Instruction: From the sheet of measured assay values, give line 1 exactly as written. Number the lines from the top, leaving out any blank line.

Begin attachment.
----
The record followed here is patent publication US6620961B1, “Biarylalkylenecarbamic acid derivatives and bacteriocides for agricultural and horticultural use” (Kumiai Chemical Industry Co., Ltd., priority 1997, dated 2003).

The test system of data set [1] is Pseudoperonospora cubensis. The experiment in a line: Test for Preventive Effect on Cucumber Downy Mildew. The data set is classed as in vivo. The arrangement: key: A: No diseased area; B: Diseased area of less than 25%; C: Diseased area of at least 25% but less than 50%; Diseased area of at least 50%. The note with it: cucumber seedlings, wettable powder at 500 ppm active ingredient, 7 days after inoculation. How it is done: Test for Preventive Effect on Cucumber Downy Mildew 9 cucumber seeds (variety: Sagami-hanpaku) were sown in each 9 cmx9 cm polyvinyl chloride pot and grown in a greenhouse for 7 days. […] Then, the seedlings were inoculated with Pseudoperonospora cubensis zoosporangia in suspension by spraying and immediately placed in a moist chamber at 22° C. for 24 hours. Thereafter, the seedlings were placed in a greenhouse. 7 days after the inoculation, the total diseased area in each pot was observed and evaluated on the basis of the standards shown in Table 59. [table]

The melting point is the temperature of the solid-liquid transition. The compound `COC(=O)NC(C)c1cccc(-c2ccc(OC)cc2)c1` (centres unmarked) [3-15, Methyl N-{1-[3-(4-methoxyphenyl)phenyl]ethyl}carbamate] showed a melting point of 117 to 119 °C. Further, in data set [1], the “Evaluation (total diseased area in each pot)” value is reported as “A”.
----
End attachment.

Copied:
The record followed here is patent publication US6620961B1, “Biarylalkylenecarbamic acid derivatives and bacteriocides for agricultural and horticultural use” (Kumiai Chemical Industry Co., Ltd., priority 1997, dated 2003).